Randy Volin & The Hard Ones – Detroit Thang | Album Review

randyviolincdRandy Volin & The Hard Ones – Detroit Thang

Self-Release – 2015

www.randyvolin.com

11 tracks; 50 minutes

Detroit native Randy Volin has been playing the blues for some 30 years.  This album is his third solo effort and seems to have been recorded in several sessions, both in Detroit and in LA to where Randy recently moved.  Consequently there is a large cast of musicians involved: Randy plays all guitars and sings lead; there are four drummers involved – Todd Glass, Steve Kohn, David Salinas and Vinnie Dombrowski –three bass players – James Simonson, Steve Nelson and Tad Wadham – and four keyboard players – Chris Codish, George Canterbury, Dennis Wesalis and Phil Parlipiano who also adds mandolin.  Scott Page’s sax beefs up a few tracks and there is an unnamed horn section on two tracks.  Randy wrote most of the material with just one cover, Bobby Troup’s “Route 66” which closes the album.

The general style here is rocking blues.  Opener “When She Says Jump” finds Randy completely in thrall to his new lady, to the extent that she has got him round her little finger!  It’s an easy grooving shuffle with plenty of piano and rocking riffs from Randy who is double-tracked on twin guitars, the chorus having plenty of ‘oomph’ from the sax and backing vocals.  There is plenty of good slide work from Randy on the raucous “Come Back Home” which is propelled by the drums, keys and horns from the start.  Randy’s gruff tones suit this style very well and this one is a definite winner.  A funky riff with horns opens “Mr Johnson” and “It’s Gonna Be Alright” finds Randy on acoustic and electric guitars on an autobiographical song about growing up in Detroit.  “I Want Your Lovin’” has a relaxed Bo Diddley beat, Randy singing in his deepest voice and band mates adding plenty of harmony vocals.  The instrumental “Mofocito” acts as a sort of halfway interlude with Randy giving us some Albert Collins style licks over a bubbling beat.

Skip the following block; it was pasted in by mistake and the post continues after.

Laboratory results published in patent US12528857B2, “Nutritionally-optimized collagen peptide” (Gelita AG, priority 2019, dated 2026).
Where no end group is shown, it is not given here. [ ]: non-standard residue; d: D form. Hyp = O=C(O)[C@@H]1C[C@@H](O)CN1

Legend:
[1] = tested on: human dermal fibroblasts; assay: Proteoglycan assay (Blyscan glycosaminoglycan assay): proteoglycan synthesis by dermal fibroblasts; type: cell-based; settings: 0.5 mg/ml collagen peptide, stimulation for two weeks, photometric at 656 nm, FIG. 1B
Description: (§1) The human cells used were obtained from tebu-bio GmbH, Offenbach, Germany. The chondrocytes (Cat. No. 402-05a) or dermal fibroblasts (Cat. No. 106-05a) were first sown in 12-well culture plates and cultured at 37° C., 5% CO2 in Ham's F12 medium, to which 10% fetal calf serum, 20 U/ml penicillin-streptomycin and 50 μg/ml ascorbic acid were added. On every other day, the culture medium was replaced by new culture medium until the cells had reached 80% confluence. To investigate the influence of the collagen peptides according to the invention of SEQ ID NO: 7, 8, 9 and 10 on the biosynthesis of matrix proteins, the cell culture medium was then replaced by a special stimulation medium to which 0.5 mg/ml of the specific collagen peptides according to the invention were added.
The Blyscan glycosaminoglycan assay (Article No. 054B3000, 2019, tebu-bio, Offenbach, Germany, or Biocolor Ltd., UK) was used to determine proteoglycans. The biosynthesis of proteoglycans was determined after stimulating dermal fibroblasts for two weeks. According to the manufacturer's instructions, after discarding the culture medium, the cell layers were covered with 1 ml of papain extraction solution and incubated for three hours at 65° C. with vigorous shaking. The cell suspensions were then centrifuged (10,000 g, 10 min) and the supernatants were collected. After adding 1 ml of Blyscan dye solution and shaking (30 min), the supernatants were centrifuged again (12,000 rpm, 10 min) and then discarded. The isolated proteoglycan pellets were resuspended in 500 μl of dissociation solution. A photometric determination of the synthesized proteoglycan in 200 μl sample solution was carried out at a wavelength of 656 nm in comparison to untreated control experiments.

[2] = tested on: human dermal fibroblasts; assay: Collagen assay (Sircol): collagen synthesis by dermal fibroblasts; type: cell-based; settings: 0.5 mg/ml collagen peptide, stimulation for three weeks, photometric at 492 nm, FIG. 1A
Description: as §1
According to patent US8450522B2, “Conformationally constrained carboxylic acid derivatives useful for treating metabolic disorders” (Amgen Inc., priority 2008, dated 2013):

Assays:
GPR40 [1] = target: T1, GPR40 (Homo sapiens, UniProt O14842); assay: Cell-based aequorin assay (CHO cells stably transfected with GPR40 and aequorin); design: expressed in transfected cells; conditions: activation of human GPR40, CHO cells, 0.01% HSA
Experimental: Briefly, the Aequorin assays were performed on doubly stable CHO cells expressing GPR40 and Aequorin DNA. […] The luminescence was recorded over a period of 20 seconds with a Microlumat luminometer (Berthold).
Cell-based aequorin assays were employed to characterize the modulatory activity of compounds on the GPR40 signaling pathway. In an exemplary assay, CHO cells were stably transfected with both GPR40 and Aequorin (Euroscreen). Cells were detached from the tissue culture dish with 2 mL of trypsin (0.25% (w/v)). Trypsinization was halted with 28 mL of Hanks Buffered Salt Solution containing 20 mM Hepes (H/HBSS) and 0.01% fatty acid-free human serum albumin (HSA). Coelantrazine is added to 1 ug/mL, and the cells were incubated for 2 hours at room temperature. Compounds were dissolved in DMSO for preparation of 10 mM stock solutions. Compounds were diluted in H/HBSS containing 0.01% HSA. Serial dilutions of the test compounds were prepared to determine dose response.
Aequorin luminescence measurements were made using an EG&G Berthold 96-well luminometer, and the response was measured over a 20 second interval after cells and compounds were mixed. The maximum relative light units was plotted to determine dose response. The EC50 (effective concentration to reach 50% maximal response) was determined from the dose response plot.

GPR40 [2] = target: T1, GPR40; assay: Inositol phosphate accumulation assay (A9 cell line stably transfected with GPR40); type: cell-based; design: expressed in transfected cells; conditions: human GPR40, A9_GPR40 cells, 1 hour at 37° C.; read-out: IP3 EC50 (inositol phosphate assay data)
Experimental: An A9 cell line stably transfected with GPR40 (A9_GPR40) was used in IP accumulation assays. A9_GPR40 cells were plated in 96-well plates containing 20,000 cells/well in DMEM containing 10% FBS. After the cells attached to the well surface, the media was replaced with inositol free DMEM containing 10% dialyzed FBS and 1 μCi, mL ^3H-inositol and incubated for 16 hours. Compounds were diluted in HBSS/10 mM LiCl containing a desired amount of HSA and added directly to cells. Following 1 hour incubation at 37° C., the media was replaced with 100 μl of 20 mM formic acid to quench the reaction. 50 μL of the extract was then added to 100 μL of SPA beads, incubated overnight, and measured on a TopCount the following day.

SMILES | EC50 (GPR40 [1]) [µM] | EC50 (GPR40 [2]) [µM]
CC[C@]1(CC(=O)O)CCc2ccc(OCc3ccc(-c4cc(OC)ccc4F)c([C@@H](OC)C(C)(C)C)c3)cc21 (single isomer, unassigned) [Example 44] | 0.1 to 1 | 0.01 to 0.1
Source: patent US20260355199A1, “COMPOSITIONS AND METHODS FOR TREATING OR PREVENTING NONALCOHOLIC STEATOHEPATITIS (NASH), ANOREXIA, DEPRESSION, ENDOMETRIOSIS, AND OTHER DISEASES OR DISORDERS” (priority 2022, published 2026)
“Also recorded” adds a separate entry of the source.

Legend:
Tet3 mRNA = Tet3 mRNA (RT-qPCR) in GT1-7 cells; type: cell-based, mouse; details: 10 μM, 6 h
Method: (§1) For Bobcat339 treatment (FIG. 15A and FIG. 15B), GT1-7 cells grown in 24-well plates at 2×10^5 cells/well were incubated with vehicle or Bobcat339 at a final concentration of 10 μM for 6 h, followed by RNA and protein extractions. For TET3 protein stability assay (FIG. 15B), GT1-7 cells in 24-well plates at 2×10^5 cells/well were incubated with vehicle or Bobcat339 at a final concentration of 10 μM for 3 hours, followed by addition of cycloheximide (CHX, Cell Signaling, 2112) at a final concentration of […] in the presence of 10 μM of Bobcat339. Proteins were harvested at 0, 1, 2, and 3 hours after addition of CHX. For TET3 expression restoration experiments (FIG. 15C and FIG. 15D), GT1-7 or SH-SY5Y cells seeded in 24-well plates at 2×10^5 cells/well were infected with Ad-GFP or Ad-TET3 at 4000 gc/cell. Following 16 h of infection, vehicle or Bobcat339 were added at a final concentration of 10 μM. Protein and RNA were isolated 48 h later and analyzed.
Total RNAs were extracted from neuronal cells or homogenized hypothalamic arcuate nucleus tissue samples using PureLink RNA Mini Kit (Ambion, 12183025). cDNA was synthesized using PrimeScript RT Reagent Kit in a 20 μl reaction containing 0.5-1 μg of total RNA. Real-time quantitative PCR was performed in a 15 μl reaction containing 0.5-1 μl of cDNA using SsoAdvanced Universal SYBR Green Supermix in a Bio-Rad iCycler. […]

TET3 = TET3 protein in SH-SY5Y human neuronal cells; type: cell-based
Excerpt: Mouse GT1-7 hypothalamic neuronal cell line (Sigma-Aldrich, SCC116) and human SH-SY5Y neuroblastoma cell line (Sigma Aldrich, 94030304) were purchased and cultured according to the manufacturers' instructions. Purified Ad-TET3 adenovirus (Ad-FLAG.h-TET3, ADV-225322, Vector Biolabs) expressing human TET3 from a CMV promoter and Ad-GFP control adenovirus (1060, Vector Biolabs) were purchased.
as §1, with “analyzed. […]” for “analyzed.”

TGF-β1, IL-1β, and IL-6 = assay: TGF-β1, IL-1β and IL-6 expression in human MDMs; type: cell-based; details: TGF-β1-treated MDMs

The ‘second half’ starts appropriately with “Brand New Day” which opens with some keening slide, followed by a naggingly catchy riff.  Clearly a tribute to his new home, “Mulholland Drive” is a second instrumental with another catchy core riff over which Randy double tracks some solid solo work in two very different styles, separated by a cool organ break.  “Two Worlds Collide” finds Randy singing in a smoother style over an insistent riff with some heavy soloing while “She’s Fine” has some more good slide work and some fine drumming – both songs appearing to celebrate Randy finding some new ladies in his life!  One supposes that “Route 66” was chosen for its historical linking of the Mid-West and LA and Randy clearly enjoys celebrating his change of location with this well-traveled old song in an all-rocking version.

If rocking blues with plenty of slide work appeals then this album is worth investigating.

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